Visiting the Sahara Desert in Morocco is an experience that stays with you forever. My time in the desert still stands out as the most magical, spellbinding experience of my life to date – and ever since leaving I’ve been dreaming of returning.
Erg Chebbi, the dunes in the Sahara Desert that most people choose to visit, is located a two-day drive from Marrakech. Don’t worry about being bored along the way, though — there are plenty of attractions and sites to keep you entertained, with stops in Berber villages, oases and famous movie sites. Once you arrive in the Sahara Desert, there’s even more fun to be had.
The Erg Chebbi dunes are located forty kilometers from Erfoud, near the town of Merzouga.
Here is our list of the top things to do on a trip to the Sahara Desert:
Visit a Berber Village
It’s inevitable that you’ll pass through multiple Berber villages on your drive to the desert with so many of them located on the edges of the Sahara. It’s well worth spending an hour in at least one of these villages, learning more about traditional (though tourism-influenced) Berber village life.
To get to the villages you’ll mostly likely drive across the Atlas Mountains, as well through and around dry, dusty mountains, towering gorges, spectacular waterfalls and lush, green valleys – the latter looking wildly out of place in the desert.
Spend your time in the villages wandering through alleyways lined with crumbling terracotta homes and mosques along with tied-up mules and camels. Stop to play football with the local children, or admire the local artwork and rug offerings for sale before finishing off your time with a delicious meal of chicken tagine.
Watch the Sunset From Atop a Sand Dune
The Sahara Desert is one of the most phenomenal destinations in the world to watch the sunset. After arriving in the desert, have a look around for the highest sand dune in sight and spend an exhausting half an hour climbing to the top. You’ll soon forget about the burning in your legs and the sand in your shoes, however, when you notice the sun start to melt into the horizon. Being able to look in any direction and not being able to see anything but sand in your eye line makes it hard to judge distances and leads to one of those amazing moments that make you feel so small in such a huge place.
Experience a Bumpy Camel Ride
You won’t truly feel like you’ve experienced the desert until you ride a camel over the sand dunes. An integral part of any trip to the Sahara Desert, riding a camel will definitely be an interesting experience if you haven’t done so before.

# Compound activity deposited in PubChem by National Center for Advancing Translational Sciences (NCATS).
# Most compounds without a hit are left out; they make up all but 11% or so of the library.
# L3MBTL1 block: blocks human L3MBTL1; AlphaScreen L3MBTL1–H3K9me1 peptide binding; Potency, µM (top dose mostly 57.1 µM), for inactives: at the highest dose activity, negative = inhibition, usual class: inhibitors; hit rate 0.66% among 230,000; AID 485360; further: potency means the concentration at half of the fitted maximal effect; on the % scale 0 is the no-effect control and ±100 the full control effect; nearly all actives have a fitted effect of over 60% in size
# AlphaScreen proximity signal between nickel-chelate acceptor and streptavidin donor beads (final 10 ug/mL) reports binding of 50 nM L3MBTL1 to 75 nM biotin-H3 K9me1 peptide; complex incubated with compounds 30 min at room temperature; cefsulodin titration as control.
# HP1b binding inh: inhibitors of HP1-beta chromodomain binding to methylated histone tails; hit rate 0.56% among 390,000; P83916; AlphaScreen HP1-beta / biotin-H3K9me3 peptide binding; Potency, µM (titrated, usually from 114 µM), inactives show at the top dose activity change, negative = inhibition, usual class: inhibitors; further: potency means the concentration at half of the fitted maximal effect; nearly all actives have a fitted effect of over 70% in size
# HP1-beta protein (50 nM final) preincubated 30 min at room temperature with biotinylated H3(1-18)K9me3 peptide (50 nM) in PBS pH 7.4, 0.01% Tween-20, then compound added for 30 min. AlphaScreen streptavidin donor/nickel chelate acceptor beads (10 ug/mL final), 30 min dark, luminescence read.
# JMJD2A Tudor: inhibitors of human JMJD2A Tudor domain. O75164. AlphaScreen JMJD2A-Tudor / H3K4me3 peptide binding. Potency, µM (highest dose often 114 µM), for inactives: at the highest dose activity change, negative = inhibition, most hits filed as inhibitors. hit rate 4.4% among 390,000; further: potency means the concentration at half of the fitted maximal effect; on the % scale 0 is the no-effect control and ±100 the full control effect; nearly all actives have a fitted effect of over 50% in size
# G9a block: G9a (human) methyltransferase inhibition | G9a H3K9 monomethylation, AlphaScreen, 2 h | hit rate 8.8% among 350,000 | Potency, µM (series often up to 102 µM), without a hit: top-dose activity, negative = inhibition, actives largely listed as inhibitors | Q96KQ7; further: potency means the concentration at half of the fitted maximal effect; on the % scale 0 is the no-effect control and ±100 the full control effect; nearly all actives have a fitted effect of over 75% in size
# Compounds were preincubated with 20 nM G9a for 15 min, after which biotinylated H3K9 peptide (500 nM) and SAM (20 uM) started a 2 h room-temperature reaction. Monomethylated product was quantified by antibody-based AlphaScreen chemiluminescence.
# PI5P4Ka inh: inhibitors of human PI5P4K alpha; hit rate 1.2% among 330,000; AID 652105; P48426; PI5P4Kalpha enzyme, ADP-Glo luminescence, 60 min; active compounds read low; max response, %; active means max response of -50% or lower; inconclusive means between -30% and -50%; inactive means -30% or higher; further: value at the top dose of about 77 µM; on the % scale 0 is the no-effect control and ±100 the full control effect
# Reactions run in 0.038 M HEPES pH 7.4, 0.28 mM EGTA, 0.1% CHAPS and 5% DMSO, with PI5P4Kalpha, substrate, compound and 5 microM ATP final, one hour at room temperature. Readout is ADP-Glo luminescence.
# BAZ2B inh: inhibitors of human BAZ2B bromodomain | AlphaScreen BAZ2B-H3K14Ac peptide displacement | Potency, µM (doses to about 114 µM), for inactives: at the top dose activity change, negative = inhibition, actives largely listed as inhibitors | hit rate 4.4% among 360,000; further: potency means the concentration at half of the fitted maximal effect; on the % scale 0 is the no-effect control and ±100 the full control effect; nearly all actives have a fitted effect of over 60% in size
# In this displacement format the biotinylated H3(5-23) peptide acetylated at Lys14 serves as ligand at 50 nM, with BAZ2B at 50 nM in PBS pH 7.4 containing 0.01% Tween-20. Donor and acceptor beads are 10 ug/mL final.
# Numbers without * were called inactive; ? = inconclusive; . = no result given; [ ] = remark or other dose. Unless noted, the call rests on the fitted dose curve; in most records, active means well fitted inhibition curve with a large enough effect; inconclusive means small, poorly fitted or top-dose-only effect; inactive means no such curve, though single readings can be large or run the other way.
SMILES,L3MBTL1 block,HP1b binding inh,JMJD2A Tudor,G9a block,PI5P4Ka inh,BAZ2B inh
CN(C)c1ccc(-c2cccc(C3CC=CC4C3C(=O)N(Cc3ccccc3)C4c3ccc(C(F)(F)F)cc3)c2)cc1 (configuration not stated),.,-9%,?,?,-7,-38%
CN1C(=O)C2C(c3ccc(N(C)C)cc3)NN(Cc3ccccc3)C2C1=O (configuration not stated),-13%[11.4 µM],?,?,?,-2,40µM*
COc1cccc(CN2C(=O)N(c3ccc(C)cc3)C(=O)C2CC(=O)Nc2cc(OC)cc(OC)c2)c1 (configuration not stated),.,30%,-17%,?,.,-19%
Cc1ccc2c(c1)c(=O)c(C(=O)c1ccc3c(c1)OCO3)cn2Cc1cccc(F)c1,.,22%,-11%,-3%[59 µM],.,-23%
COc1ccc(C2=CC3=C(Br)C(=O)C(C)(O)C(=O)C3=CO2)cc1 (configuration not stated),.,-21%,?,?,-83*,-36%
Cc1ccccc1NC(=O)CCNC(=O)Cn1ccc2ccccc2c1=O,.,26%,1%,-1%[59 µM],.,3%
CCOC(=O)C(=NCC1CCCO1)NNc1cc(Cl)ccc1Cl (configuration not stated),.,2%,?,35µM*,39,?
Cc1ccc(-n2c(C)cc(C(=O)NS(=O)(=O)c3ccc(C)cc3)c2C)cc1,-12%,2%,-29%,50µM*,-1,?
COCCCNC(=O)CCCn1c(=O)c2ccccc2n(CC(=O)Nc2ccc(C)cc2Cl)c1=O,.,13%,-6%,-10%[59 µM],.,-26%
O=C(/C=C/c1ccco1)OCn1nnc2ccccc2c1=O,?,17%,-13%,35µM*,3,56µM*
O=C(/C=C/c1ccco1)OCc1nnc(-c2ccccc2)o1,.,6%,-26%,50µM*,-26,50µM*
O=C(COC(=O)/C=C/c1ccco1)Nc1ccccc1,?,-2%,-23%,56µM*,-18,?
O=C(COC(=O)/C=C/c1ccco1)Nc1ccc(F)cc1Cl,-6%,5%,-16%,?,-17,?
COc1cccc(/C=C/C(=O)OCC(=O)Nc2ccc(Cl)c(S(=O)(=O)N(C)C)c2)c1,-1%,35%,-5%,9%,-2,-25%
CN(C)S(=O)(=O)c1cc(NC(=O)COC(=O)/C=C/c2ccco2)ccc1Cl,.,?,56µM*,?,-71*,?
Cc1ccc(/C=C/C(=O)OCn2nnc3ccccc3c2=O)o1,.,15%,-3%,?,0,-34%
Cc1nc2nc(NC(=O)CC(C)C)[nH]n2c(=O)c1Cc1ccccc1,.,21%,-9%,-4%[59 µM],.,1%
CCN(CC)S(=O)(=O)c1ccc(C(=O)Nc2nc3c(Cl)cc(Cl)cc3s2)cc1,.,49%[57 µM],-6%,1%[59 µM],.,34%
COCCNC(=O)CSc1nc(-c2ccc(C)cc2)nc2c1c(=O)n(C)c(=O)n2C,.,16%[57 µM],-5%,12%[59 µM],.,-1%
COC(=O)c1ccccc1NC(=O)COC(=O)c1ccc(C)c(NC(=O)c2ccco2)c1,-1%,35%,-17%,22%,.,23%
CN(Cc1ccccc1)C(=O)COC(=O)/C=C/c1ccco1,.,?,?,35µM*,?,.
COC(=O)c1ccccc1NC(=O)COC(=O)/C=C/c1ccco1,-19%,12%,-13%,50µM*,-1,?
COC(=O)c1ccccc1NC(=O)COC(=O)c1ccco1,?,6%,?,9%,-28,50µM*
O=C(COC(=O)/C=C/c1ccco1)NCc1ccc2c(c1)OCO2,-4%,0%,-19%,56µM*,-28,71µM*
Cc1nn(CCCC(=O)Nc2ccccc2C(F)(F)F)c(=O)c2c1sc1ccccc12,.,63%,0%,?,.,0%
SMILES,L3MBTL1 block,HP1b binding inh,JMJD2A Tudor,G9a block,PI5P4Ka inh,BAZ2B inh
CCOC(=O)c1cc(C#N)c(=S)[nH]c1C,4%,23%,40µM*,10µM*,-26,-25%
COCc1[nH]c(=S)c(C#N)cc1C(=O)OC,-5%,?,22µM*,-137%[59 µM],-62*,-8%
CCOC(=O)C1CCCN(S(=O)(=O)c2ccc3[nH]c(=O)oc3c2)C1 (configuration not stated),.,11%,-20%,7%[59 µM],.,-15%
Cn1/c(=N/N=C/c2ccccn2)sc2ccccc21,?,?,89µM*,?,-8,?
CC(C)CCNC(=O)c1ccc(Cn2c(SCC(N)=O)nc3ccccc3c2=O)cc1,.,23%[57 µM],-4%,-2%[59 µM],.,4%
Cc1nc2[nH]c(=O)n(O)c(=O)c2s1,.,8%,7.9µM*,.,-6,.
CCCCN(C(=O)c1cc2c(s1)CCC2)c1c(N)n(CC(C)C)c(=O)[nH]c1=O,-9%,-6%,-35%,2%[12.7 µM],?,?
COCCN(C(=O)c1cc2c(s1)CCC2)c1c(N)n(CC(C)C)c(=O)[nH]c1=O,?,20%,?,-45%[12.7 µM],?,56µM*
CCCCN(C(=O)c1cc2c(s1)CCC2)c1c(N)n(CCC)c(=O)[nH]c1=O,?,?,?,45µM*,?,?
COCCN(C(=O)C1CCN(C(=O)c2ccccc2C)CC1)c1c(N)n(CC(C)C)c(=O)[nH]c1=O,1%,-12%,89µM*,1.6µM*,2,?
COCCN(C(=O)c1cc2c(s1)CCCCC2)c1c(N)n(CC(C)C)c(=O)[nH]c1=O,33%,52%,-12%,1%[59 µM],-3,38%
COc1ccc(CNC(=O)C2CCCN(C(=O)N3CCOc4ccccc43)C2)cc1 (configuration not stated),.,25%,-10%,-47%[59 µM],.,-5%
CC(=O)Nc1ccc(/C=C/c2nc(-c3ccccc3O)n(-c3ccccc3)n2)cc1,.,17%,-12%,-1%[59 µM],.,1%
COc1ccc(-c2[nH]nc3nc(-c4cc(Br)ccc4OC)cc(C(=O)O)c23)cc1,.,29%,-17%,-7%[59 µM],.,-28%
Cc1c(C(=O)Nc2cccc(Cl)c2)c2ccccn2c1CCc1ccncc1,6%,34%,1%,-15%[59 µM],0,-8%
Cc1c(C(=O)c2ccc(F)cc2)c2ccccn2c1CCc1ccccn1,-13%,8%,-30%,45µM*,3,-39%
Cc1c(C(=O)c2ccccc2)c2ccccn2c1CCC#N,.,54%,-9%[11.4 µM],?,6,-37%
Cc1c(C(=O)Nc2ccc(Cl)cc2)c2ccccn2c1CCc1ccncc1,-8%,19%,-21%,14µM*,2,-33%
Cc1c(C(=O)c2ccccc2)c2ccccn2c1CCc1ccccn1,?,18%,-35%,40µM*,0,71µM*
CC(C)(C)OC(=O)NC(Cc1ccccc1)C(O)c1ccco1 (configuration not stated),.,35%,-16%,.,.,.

Make sure to grip tightly onto the saddle’s handlebars in front as you’ll soon find yourself jostled from side to side and bounced up and down as the camel gallops over the sand dunes in a not particularly graceful fashion.
It’s all worth it, though. You’ll get to take photos from a different vantage point, experience the choice of transport for the local Berber people and receive a workout for your leg muscles as you battle to stay upright!
Camp Under the Milky Way
Make the most of being somewhere with zero light pollution and spend your night in the desert sleeping outside and underneath the stars. After dragging your mattress out of your tent you’ll likely spend your evening in the Sahara sitting around a campfire eating delicious tagine and listening to your guides play Berber music on drums.
When the campfire’s extinguished and your eyes have adjusted to the dark, you’ll witness thousands of shooting stars, and even be able to make out part of the Milky Way above you.
Watch the Sunrise
You’ve seen the sun set the previous night, so why not complete the set and wake up early to watch it rise the following morning?
Once more, look around your camp to scout out the highest sand dune and scramble up to receive yet another incredible view over the sand dunes.
Things to Know Before you go:
Wrap up warm: While the desert can get extremely hot during the day, temperatures can drop to near freezing when night falls. Prepare for the two extremes in temperature by packing several layers of clothing in your bag before you leave. You’ll be grateful for the extra sweatshirts when you’re shivering on a mattress under the stars!
Bring plenty of water and sunscreen: With soaring heat during the day, dehydration can occur quickly in the Sahara Desert. Make sure you pack several bottles of water and some sunscreen before you leave so you can stay hydrated. You’ll be able to pick up water along the way but this gets progressively more expensive the closer you are to the desert. You should also consider packing a hat to protect the top of your head or you can simply purchase a traditional Berber headscarf from the villages along the way.